Houston’s Main Street Theater is one of my favorite acting companies, mainly because it seems they always seem to pick plays that I would like to do. So there is an element of narcissism in my fandom.
But really, it’s because they do such fabulous work. Picking great plays is one thing, consistently producing quality work is quite another.
At the moment they are performing Nöel Coward’s “Peace in Our Time.” This is the second Coward play in a row for the company, following this summer’s “Fallen Angels,” but the two plays could not be more different.
“Fallen Angels” was Coward at his frothy, comedic best — a jolly good romp (performed with impeccable timing and style). However, he is more than just a purveyor of confections (although his best plays are full of razor sharp dialogue, with and observational satire).
Having made his reputation with his classic comedies of manners — “Private Lives,” Hay Fever” and “Blithe Spirit” (which remains among my favorite directing experiences), Coward worked closely with the British government in WWII, producing films aimed at lifting morale for Britons who were dealing with the blitz and rationing. The best example is “In Which We Serve,” which Coward wrote, starred in and directed.
“Peace in Our Time” is Coward at his absolute best and reveals the entire range of his talents. Written in 1947, in an England struggling with post-WWII austerity, the play suggests a scenario where England lost the Battle of Britain and the German army became an occupying force.
The entire play takes place in The Shy Gazelle pub in London, between November 1940 and May 1945. The pub’s regulars cover the gamut of British society, from the working class Blakes to the upper-class Mr. Bourne, all coming together in a place that is run by Fred and Nora Shattock — a couple who, as it is carefully pointed out by Nazi official Albrecht Richter, are firmly middle class.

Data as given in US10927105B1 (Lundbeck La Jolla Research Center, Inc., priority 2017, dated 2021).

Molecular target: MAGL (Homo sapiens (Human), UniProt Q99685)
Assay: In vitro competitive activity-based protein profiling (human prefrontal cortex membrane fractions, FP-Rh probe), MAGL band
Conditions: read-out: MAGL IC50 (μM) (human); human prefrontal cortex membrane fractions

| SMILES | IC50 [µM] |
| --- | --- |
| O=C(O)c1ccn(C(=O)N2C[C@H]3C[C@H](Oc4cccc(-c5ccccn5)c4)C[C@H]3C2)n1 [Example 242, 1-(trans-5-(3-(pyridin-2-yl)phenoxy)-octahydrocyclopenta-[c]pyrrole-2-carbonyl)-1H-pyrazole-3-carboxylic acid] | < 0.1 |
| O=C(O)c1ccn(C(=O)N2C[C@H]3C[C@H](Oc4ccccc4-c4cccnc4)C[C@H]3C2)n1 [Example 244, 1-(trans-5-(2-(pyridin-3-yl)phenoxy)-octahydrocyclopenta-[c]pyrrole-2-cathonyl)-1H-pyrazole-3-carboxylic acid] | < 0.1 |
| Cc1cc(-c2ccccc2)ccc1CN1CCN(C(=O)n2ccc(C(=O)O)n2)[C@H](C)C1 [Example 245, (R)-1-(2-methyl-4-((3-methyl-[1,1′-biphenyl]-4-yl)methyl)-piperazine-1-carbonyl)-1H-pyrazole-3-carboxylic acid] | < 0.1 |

Coward gives us Britain in microcosm. The English neighborhood pub is truly a gathering place for everybody. The “public” part (which we glimpse only briefly) was where one went to play darts or billiard, and was slightly rowdy. The saloon (or the snug) was quieter, often where the regulars gathered. It is these people that we follow as they deal with the occupation.
Not only are the characters of different class and age, they also represent the different ways people choose to deal with their plight. Anyone watching who does not find a sneer of disgust crossing their face while watching the weasley Chorley Bannister must be missing something.
Coward has a fantastic ability to capture the essence of what being British is — or, at least, what the British think of themselves as being. The play has elements of the “stiff upper lip,” as well as the “Dunkirk spirit.” But more importantly, it speaks the potential for human beings to come together. It argues that together, regardless of the outcome, there is hope.
This one, seemingly insignificant pub, holds the key to the future of the people who frequent it.
Under the superb, as usual, direction of Rebecca Greene Udden, the 24-person ensemble transports the audience to 1940s England. To single out any individual actor would be to undermine the message of the play. They all perform their roles splendidly. Coward, it seems, would argue that everyone has a part to play, and those parts — together — offer a chance for success.
“Peace in Our Time” runs through Oct. 19.
For more, visit http://mainstreettheater.com.